.Getting back to my urban exploration, I had my camera handy, a fairly small Nikon digital. I have always been intrigued by photojournalists and how they would deal with people watching what they were doing. In my case, my subject was a vacant lot. I was thinking about angles and composition and taking in the scene. A train was approaching southbound, which seemed to complete the shot, so I started snapping away. I wanted the photos to “speak” to me, but they did not for the most part, until I fooled around with some photo effects. I can spend hours searching photo archives of Chicago’s past, so maybe one day that site will be more than a vacant lot.
Last Saturday, I hung my first grown up art exhibit!
My church has a visual arts committee where exhibitions are planned to display the artwork of parishoners. Last year I agreed to do a show with another photographer in the group. After some unnecessary worrying and one postal related snafu, I have four photographs hanging in our small chapel/gallery.
Coincidentally, I have been reading books on positive thinking and finding your true vocation in life. Kicking this project into gear has helped me with my mojo and has helped me see that art and creativity make me happy, something that has been missing for most of this year for me.
The title of my exhibit is “My Chicago” here is my artists’ statement:
I am fascinated with photographs from Chicago’s past and seeing the city at another time in history. I have been inspired by the photography of Vivian Maier, John H. White and C. William Brubaker. These photographers have opened the door to a time capsule showing the way Chicagoans have lived and the changes in the city’s built environment. I take photos on my travels as well, but I am most passionate about documenting Chicago during my existence, so future generations can experience my Chicago.
The photos will be up through mid-October at St. Paul and the Redeemer Church at 4945 S. Dorchester in Chicago. Sunday services are at 8 am, 9:15 am and 11:15 am.
I was reading a few reviews of Downtown Chicago hotels this morning. One comment was regarding a sub-par breakfast included at a more budget-friendly hotel. What better opportunity to share some low to moderately priced breakfast destinations with travelers. In my opinion, just because something is free does not mean I will automatically take it. When it comes to a vacation breakfast, I will pay for hearty and filling-you may spend hours on your feet sight seeing and touring; you need a good breakfast!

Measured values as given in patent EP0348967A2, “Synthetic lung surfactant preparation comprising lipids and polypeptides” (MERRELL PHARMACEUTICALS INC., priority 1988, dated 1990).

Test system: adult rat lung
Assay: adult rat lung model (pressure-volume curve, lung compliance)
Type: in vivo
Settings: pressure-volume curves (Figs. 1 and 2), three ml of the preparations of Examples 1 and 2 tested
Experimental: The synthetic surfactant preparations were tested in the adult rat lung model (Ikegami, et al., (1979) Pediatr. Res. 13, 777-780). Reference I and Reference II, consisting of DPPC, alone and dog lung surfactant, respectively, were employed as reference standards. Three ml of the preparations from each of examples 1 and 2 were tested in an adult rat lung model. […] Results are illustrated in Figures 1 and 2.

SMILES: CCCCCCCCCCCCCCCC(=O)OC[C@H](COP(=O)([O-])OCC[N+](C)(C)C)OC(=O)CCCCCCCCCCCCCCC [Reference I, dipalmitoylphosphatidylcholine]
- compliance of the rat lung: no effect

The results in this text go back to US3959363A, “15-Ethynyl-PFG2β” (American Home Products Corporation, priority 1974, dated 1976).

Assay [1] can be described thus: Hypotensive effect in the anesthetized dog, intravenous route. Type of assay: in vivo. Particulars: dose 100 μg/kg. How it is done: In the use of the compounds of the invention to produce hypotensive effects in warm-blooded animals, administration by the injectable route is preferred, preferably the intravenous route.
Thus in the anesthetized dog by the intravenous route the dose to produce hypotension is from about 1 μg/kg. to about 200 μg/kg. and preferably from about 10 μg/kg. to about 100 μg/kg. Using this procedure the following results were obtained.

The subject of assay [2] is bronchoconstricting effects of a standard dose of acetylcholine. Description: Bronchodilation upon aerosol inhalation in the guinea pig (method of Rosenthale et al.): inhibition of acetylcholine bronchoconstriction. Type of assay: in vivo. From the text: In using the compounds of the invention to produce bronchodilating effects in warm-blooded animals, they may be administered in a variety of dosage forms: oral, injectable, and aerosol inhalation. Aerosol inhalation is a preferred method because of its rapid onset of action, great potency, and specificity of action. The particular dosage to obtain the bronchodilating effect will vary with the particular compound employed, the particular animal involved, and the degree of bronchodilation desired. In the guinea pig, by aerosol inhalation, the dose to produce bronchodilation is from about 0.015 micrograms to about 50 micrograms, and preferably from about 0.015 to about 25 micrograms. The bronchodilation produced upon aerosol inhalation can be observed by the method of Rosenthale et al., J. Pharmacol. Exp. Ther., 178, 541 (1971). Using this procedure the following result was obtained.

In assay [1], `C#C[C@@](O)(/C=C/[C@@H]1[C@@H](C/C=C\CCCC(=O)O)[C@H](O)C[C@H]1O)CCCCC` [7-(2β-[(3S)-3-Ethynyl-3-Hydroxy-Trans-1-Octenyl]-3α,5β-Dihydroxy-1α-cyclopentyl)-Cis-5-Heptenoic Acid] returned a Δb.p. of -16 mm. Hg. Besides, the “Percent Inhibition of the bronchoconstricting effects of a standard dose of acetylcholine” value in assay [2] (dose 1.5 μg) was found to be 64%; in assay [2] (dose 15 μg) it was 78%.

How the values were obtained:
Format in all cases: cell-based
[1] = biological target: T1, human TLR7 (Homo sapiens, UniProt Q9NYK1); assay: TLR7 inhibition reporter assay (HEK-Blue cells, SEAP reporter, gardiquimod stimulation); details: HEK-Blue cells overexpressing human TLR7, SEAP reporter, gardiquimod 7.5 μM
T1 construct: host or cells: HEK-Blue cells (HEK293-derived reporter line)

Pret A Manger is located throughout the Loop. I am not a fan of their sandwiches, they are pricey and just don’t float my boat. However their oatmeal is great. I had not been an oatmeal eater as an adult until Pret came along. They offer two sizes, with the largest still under four dollars. A variety made with quinoa is available too. Brown sugar/cinnamon toppings are available as well at the counter. The drawback is that quantities are limited, as Pret’s concept is based on freshly made foods, so once the supply is gone-it’s gone.
If buffets are your preference, a gem called Delmonico’s may suit you. It is tucked inside an office building at 111 W. Washington street. Thankfully, a sign is on the sidewalk between A Loft and Hallmark store. The buffet charges by the pound, so the heavier the food is, the higher your bill. Luckily french toast is fairly light! Pancakes and omelets are available at the grill for a flat rate. Coffee, juices and pop are plentiful along with a large seating area. It opens at 6 am and I have been there as late as 8:30, with a good supply of food still being replenished. The cashiers can tell you when breakfast service stops if you are curious.
Further out of the way of the central business district is the Eleven City Diner at 1112 S. Wabash. Breakfast is served all day here along with Jewish deli specialties. Prices are higher than fast food breakfasts but less expensive than a full-service hotel breakfast. The atmosphere is festive with great music and a bar, but still family friendly.